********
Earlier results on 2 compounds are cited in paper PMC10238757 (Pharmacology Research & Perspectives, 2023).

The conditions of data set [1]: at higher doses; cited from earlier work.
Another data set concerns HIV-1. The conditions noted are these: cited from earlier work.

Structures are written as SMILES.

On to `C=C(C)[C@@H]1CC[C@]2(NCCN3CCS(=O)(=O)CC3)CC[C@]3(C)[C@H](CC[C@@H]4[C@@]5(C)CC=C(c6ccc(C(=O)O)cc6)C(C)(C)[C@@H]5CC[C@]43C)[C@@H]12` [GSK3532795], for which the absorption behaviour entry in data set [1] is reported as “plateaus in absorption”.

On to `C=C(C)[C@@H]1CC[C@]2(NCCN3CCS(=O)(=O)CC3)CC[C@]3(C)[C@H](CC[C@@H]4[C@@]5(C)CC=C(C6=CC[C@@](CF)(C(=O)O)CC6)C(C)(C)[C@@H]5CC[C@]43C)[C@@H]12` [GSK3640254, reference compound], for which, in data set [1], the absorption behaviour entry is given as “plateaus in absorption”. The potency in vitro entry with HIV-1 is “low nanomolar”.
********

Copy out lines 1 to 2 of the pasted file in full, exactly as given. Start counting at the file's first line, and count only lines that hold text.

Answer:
Earlier results on 2 compounds are cited in paper PMC10238757 (Pharmacology Research & Perspectives, 2023).

The conditions of data set [1]: at higher doses; cited from earlier work.